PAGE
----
|Day 7||Pisang to Manang (3,540m) Today our trek slowly and spectacularly climbs up to the Tibetan-style village of Braga (3,470m), where we can see houses stacked one atop the other, each with an open veranda formed by a neighbour’s rooftop. The gompa, perched on a high crag overlooking the village, is the largest in the district and has an outstanding display of statues. We then hike on through a very arid countryside, dominated by weird cliffs of yellow rock, eroded into dramatic pillars alongside the trek to reach today’s destination, the village of Manang, where the shops are surprisingly well stocked with all the things you might want to refuel on. (5 hour trek).|
|Day 8||Rest Day Today is an acclimatization day though we could do a side-trek to, for instance, Khangsar. It is important to stop for a day to allow your body to acclimatize to the higher altitudes and thinning air and it also gives us the chance to distribute some money to the locals to wash some of our clothing.|
|Day 9||Manang to Letdar (4,250m) Trekking slowly upwards to Thorung La we leave the large trees behind and see vegetation consisting mainly of scrub juniper and alpine grass and we hike past meadows where horses and yaks graze. After hiking to Yak Kharka (meadow) we should see herds of blue sheep grazing the steep slopes and after about 1 hour’s trekking we arrive at Letdar. (4/5 hour trek).|
|Day 10||Letdar to Thorong Phedi (4,450m) (or Thorong High Camp (4,925m)) Again a relatively easy trekking day to get used to the altitude before we hike over the highest point on the trek. From Letdar we will continue to trek up along the east bank of the Jarang Khola to Thorong Phedi, a rock-strewn meadow surrounded by vertical 4,420m cliffs where blue sheep and even snow leopards can sometimes be seen. High in the skies above us we can see lammergeiers and Himalayan griffons circling. (3/4 hour trek).|
|Day 11||Thorong via Thorong La (5,416m) to Muktinath (3,800m) Today is a long trek starting before sunrise at maybe 5am to reach the la (pass) by 10/11am at the latest, as we can be exposed to strong winds if hiking across too late. Local people have used this route for hundreds of years to bring herds of sheep and yaks in and out of Manang, thus the trek, while often steep, is well defined and easy to follow, though the many false summits mean the hike seems to go on for ever. Snow can block the pass at any time of the year, though this is rare and least likely in October or November. At Thorong La, with its traditional prayer flags and stone cairn, the views are outstanding. Here you can see the Annapurnas, Gangapurna and Khatung Kang, a heavily glaciated peak and, amazingly, there is a tea-shop on top of the pass! From here we start a long hike down of about 1,600m with great views of Dhaulagiri standing alone in the distance across the valley. The trek becomes less steep as we enter grassy fields and hike across meadows to our destination of Muktinath, place of Nirvana, home to the Muktinath Temple as well as several monasteries. It is said that all the sorrows that you feel are washed away when visiting the temple, a scared pilgrimage site for both Hindus and Buddhists. The temple is dedicated to Lord Vishnu and has 108 waterspouts around it from which holy water pours and the main pilgrimage normally takes place in September. Another attraction nearby is the Jwala Mai Temple and this contains a spring and an eternal flame fed by natural underground gas. (9 hour trek).|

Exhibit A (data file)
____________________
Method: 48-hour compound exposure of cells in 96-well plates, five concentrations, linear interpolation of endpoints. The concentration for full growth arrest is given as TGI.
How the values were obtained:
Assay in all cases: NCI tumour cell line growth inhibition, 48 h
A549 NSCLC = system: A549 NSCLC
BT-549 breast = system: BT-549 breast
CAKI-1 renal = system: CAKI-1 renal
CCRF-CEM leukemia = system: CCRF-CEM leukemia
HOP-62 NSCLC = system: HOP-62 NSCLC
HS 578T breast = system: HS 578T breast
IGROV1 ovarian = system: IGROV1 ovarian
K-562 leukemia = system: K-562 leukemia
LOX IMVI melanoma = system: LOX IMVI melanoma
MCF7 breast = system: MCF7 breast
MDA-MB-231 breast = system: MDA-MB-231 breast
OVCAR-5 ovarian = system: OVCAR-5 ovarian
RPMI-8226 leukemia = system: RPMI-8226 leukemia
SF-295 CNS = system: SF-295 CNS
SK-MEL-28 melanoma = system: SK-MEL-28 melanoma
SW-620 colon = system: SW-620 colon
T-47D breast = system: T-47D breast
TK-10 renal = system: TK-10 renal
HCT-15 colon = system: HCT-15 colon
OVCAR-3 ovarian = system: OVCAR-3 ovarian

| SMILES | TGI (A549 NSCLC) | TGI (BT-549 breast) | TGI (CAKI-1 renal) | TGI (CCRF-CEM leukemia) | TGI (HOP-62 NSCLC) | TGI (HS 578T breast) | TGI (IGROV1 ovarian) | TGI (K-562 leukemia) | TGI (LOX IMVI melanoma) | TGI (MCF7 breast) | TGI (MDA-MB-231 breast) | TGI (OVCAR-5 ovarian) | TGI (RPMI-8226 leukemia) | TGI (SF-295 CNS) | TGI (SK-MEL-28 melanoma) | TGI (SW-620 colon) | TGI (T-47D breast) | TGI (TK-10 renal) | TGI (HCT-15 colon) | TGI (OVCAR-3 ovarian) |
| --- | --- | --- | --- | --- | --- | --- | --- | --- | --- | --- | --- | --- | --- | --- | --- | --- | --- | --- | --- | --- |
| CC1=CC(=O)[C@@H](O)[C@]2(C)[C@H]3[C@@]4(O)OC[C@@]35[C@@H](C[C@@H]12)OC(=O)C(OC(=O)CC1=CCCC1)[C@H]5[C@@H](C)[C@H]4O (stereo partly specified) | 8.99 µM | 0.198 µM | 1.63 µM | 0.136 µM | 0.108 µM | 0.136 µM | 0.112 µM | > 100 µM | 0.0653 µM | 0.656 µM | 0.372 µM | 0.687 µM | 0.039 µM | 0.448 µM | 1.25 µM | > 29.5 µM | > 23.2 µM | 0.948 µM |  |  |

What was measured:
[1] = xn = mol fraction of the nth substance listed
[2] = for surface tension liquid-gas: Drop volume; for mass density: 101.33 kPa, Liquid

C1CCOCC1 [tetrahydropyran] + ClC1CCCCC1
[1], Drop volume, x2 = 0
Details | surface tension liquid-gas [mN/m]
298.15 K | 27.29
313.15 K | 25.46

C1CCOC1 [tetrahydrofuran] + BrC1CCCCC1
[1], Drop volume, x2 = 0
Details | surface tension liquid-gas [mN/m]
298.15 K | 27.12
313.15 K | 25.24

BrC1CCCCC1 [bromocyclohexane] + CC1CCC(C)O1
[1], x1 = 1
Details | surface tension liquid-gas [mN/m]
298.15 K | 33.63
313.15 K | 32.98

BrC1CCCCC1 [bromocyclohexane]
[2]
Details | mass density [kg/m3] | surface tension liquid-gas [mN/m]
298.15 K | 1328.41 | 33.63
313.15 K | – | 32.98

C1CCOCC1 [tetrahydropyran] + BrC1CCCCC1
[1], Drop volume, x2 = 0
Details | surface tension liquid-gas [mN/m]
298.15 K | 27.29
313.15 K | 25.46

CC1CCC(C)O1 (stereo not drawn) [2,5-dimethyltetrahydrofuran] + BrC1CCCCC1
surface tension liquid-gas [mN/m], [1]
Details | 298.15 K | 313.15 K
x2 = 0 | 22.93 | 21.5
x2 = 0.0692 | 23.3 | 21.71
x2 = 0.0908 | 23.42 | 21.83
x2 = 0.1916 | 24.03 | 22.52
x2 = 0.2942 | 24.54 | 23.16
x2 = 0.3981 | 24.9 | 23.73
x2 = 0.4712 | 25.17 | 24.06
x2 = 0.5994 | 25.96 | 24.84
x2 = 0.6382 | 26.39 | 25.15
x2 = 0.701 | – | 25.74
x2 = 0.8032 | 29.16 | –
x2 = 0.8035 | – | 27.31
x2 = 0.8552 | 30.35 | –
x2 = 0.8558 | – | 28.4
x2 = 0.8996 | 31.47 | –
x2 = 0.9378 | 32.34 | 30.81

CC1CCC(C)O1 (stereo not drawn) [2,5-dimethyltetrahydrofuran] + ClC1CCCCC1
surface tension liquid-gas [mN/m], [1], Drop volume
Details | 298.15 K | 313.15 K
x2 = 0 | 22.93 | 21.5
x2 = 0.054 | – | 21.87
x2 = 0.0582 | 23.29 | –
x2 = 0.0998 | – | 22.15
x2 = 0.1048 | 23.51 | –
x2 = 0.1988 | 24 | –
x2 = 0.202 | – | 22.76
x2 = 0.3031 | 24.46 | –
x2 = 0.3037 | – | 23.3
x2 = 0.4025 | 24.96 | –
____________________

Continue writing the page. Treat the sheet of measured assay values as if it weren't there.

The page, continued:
|Day 12||Muktinath to Jomsom (2,665m) We make a 1 km hike (not forgetting to take admiring glances back over our shoulders) through meadows, streams and fruit orchards down to Kagbeni, a fascinating medieval village infused with Tibetan culture. Then we trek on down the Kali Gandaki Gorge to Jomson. We could do this stage of the trek in 2 days (stopping in Kagbeni) allowing us the chance to both visit the temples at Muktinath and explore local hamlets as we progress. In addition the hike from Kagbeni to Jomsom can get windy in the afternoon, it’s best done in the morning. (6 hour trek).|
|Day 13||Jomsom to Pokhara We fly to Pokhara. Here you might consider a paragliding flight with or without an instructor. Tandem flights cost from US$ 95 to US$ 130.|
|Day 14||Pokhara to Kathmandu We return to Kathmandu.
We hope you’ve had a great trek, had some adventures, tightened your belt a few notches and look forward to trekking with you again on your return to Nepal.
|Price||US$ 1,175 including both the short flight (US$ 113) from Jomsom, most peoples’ final destination on the trek, to Pokhara, travel to and from Kathmandu by bus and one night in Pokhara. If you wanted to save some money the flight could be replaced by a hair-raising all day bus journey.|
|Price includes||Airport pick-ups and drop-offs. All inclusive trek costs; accommodation in twin shared rooms, breakfast, lunch, dinner, trekking and park permit fees, guide and necessary porters and all their costs such as transportation, accommodation, food, equipment, insurance etc.|
|Price excludes||Accommodation and food in both Kathmandu and Pokhara, more than one night in Pokhara, alcoholic beverages, tips, your insurance and personal expenses.|